With your kid’s leg in the sleeve of the sweater, align the shoulder seam of the sweater with his/her hip. Then gently smooth the fabric of the sweater body across your child’s abdomen, with the neckline of the sweater approximating a waistband. Some of this depends on the neckline of the sweater you are using--my green sweater was a v-neck, so it was very easy to fit around my child’s waist. A turtleneck will not be so easy--you may want to carefully remove the turtleneck collar in order to fit the sweater to your child more easily. Using a straight pin, mark the location of your child’s belly button in the front of the sweater. Then carefully take the sweater off, and repeat with the other leg of your child (and the other arm of the sweater). Mark the belly button on the second side. Now remove the sweater and lay it out flat on the floor.
Step 5: Cut Off the Arms to Make the Legs
Draw a line (with a dressmaker’s pencil or disappearing ink marker, or a ruler used as a straight edge) between the armpit of the sweater and the pin. Give yourself 1/2” to 5/8” of a seam allowance (move the line 1/2” or 5/8” toward the center of the sweater), and cut through both layers of the sweater all the way to the collar. This should completely remove the arm from the body of the sweater. Take that piece, flip it over, and lay it on top of the other arm. Line up the seams of the two arms, and use the top piece as a guide to cut the second arm off of the body. You should now have two arms--from now on they are legs!
Step 6: Plan B for Cutting Out Pattern Pieces--if the Sleeve Doesn't Fit.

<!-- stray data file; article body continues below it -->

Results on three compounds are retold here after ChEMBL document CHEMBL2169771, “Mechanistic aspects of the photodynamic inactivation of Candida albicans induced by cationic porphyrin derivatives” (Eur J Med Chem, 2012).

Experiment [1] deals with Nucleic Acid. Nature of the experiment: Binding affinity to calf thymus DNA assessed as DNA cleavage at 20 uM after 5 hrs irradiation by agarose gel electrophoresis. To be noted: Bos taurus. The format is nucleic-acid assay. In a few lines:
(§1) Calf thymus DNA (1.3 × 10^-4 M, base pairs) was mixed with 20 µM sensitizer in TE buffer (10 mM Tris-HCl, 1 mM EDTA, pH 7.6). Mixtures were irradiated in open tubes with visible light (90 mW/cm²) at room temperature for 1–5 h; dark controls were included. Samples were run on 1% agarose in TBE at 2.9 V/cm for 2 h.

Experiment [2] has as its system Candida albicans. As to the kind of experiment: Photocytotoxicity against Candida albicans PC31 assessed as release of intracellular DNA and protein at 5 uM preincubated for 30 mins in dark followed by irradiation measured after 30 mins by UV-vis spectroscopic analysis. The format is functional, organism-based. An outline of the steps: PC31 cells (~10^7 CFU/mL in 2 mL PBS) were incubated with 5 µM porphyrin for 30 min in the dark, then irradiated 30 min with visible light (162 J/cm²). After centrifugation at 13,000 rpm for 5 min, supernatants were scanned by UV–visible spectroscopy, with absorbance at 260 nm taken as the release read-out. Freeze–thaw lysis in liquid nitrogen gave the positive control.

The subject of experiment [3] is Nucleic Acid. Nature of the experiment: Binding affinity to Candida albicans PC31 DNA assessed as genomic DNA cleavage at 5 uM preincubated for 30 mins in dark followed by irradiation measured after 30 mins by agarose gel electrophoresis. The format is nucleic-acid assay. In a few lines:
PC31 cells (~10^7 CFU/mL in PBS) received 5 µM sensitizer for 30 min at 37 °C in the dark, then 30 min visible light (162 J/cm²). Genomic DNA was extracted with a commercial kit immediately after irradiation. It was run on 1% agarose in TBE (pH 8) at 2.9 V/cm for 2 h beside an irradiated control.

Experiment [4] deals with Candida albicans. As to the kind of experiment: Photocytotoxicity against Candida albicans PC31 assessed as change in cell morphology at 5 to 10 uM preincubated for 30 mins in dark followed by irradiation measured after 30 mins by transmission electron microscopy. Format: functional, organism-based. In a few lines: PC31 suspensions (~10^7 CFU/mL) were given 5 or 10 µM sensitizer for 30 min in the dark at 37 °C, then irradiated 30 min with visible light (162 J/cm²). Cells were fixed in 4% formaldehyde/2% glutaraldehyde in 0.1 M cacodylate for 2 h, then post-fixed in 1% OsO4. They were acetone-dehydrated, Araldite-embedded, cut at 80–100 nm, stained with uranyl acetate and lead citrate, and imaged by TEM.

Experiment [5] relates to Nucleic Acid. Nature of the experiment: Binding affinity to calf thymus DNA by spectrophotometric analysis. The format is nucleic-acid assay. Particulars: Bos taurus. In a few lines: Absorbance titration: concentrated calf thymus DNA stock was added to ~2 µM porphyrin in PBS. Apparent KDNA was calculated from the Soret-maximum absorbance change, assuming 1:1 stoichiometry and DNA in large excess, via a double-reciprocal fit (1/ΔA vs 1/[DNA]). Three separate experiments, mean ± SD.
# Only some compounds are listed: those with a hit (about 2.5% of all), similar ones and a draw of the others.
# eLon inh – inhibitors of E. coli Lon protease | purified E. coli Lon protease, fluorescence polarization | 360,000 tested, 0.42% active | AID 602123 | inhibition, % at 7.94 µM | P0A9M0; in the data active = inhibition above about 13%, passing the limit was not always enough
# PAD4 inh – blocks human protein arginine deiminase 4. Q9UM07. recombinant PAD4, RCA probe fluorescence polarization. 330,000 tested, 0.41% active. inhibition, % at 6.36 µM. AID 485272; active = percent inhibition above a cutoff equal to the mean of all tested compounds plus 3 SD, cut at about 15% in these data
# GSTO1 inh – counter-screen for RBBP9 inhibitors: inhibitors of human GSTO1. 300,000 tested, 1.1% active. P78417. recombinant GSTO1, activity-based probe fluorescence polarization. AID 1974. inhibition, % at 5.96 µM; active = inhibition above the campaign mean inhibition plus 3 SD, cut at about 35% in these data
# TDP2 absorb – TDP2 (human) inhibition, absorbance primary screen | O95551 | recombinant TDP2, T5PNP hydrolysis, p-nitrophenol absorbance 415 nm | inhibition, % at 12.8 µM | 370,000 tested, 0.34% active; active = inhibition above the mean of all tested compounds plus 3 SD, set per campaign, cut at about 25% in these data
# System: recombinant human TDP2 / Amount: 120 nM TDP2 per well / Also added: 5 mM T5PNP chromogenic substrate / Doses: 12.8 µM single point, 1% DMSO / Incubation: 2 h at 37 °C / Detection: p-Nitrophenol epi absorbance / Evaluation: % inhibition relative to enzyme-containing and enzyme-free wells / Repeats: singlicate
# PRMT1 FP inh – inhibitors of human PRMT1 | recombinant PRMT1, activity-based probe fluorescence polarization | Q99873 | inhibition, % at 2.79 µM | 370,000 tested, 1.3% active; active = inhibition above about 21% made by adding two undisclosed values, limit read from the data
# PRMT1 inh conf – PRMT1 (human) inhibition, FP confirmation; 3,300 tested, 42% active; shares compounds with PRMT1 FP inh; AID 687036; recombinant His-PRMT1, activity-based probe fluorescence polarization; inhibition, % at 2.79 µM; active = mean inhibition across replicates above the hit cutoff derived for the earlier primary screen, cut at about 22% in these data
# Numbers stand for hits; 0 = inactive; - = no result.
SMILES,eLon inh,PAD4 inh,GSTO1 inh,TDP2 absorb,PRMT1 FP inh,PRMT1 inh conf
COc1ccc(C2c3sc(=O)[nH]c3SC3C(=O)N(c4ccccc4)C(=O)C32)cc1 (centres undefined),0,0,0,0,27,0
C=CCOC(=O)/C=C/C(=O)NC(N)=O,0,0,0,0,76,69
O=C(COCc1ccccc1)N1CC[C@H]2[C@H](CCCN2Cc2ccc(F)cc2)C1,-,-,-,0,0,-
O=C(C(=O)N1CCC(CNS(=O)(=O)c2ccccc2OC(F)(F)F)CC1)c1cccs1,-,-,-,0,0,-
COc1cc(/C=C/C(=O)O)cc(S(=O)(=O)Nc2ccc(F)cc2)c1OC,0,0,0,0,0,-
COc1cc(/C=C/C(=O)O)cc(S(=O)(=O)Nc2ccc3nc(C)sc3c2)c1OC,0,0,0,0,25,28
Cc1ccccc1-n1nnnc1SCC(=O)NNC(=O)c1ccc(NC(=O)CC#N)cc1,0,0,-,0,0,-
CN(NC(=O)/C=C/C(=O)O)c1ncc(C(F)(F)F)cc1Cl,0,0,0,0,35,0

First of all, if the sleeve is too small, resign yourself to making capris or even shorts--you won't have enough fabric to work with in the body of the sweater. If the sleeve is too long, you have a couple of options. Our goal is to minimize the number of seams you have to sew. First, get a pair of leggings or lightweight pants (or heavy weight tights, I suppose) that currently fit your child. Fold them in half lengthwise, so the leg is fully extended. Lay out the sweater you'd like to use on a flat surface, and evaluate the following positions. 1) Line up the ankle edge of the pants with the wrist cuff of the sleeve. If the sleeves are nice and wide, you may be able to simply use the crotch seam of the pants as a cutting guide (give yourself at least 1/4" seam allowance!) and cut off the arms along the waistband of the pants. This means no extra seams for you! 2) If the sleeves are not wide enough for option 1, align the cuff of the pants with the waistband of the sweater and the outer leg seam of the pants with the side seam of the sweater. Use the shape of the pants for your cutting guide, remembering the seam allowance, and cutting up the leg and around the crotch to the waistband. You will need to sew the inner leg seam of each leg before beginning step 7, but this is very simple. Fold the leg in half, matching right sides, and sew up the inner leg seam. Then continue with the instructable at step 6. 3) If you can not get enough length from the body of the sweater, put the leg of the pants on the upper part of the sleeve so the top of the leg is even with the armpit of the sweater. Then, starting at the armpit, cut the crotch and waistline shape out of the body & shoulder of the sweater (remember a seam allowance!). Then trim the extra length off below the cuff of the pants. For this option, you'll need to finish the bottom edge of each leg after completing the pants. You can either turn under the cuff of each leg--very similar to making the casing for the waistline--or you can use a narrow zig-zag stitch to create a wavy "lettuce" edge for a ruffly finish.